The Austerity Olympics - London 1948

1945 - World War Two ends as German dictator Adolf Hitler commits suicide. His country, Nazi Germany collapsed and surrendered meaning the Allied forces must begin the rebuilding process. With Germany split up and controlled by Britain, Russia, USA and France, heavy investment was needed to pick Europe back onto its feet. The horrors of the war would be put to the back of peoples mind in 1948 as 59 nations came together in London to compete across 17 sports in the first Olympic Games since 1936. It was the second time the Olympics had been held in London and for millions of people across Europe, this signalled hope that the worst was behind them and the world could now reunite in the form of a sporting meet.

The political situation in Britain in 1948 has now been described as the "post-war consensus" with little to separate the policies of the major parties. It has been argued this existed until the election of Margaret Thatcher in 1979, a monumental moment in the history of our island. Back to 1948 where major advances in welfare were taking place during the period. Perhaps most notably was the founding of the National Health Service in 1948 (following from legislation in 1946 and 1947). Sport in Britain had grown incredibly popular in the years immediately following the Second World War. With little alternatives for entertainment in a country still hit by rationing, post-war reconstruction and a changing culture.


The growth in British sport can be seen by looking at attendance figures for the period. Through the late 1940s, early 1950 many clubs broke their record attendances in all sports with fans flocking to stadiums. The 1948/49 football season was the peak with the "post-war boom" attracting 41 million spectators to matches, 27 million were recorded in the last pre-war season. [1] Holt and Mason record how rugby league too grew rapidly with 7 million fans attending the mainly northern clubs during the 1948/49 campaign, this despite the sport still being predominantly amateur. This coincided with a 50% increase in cup attendance from 1939. [2] However into the late 1950s and the tide began to turn with figures falling significantly for a number of reasons... Perhaps the subject of a future article.




So 1948: the year Mahatma Gandhi was assassinated, the year the communists seized control of Czechoslovakia, the year of the Berlin Blockade, the year the UN adopted a universal declaration of human rights but also the year the world saw a return to being united in sport. On 9 June 1939, London had been elected to host the 1944 Olympic Games. Of course by September 1939 Europe was at war and the 1940 Helsinki meet, along with 1944 in London were cancelled. The International Olympic Committee's Swedish president, Sigfrid Edström, though was keen for London to host upon their return in 1948. In 1946 the IOC decided to give London their go and the path to the "Austerity Games" was set.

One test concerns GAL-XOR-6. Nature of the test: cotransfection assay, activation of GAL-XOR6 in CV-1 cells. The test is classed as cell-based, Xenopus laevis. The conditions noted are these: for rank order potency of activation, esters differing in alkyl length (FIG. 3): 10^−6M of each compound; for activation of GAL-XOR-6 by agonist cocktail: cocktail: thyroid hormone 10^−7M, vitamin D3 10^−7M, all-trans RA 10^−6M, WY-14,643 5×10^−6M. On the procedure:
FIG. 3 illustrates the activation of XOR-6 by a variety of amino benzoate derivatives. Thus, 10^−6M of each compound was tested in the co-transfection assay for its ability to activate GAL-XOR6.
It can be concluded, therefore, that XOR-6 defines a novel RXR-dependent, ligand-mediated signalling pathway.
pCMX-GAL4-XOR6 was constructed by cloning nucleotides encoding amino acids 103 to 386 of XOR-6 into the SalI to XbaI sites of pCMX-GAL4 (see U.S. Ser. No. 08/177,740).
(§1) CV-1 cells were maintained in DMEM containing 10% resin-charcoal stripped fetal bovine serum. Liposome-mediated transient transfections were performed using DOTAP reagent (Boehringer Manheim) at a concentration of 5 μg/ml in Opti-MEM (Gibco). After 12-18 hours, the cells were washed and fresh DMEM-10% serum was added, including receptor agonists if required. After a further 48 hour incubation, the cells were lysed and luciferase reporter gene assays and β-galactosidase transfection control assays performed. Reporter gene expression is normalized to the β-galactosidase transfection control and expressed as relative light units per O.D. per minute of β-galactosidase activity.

For some protesters, the hosting of the Olympic Games in 1948 was a foolish decision taken at a time of great shortages and rebuilding across the UK. However King George VI and the British Government felt this could be a major foundation for the rebuilding of their nation. They hoped tourists would take the opportunity to visit the British Isles. The 1951 official report on the organisation of the 1948 Olympics credits those at Westminster, saying how: "The Government gave considerable help in many directions". [3]

No new stadiums were built to keep costs as low as possible [6]
Finances for the 1948 Olympics are detailed in the organising committee report from 1951 which stated total expenditure as around £732,000. [4] This figure may seem extortionately high but in fact the committee benefited from the decision not to build any new stadiums or an athletes village to house visiting competitors. This meant that by the 1951 estimates, in-fact a profit was recorded of around £29,000. [5] The desire to keep costs low saw the American national team bringing their own food with them to the UK whilst athletes stayed in the military camps left disused from the war. Visiting supporters were also put up in people's homes, giving the competition a friendly feel. The "Austerity Games" have been labeled as one of the best of all time by those who attended and have written about it since because of this spirt of unity.

For the first time ever, the viewing public would be able to watch the action on their televisions as the BBC won the rights to broadcast the celebration of sport. With the focal point of the events around the Empire Stadium and Empire Pool in Wembley, it made the BBC's job easier. The 1951 report states: "The highlights of the Wembley events were to be repeated in the Newsreel for the benefit of people who would be unable to see the " live " broadcasts during the afternoons." [7] However, the numbers who did tune in were of course limited because of a lack of television sets owned by the common household.

So now to the sport itself! On 29 July 1948 His Majesty King George VI opened the games in front of 85,000 packed into the Empire Stadium. The traditional athletes procession took place as two weeks of high quality competition was set to take place. 136 events were to be staged across 17 sports including 33 athletics disciplines, 9 gymnastics, 8 boxing, 11 swimming and 7 rowing. 3,714 men and 390 woman would take part in temperatures over 30 degree centigrade due to a particularly hot summer.


Fanny Blankers-Koen - The Dutch star of 1948
In the track and field department there were 4 debutant events with the men's 10km walk, the long jump, the shot put and the woman's 200m all new additions. It was to be of the 390 woman who would be the star of the Olympics, a Dutch, 30-year-old, housewife. Fanny Blankers-Koen was her name and the mother of two defied the odds to put on an iconic performance. Koen was born in a small Utrecht village in April 1918, taking up athletics as a youngster before going on to marry her coach, Jan Blankers. During the Second World War she gave birth to two children in occupied Netherlands and many assumed her sporting career was over.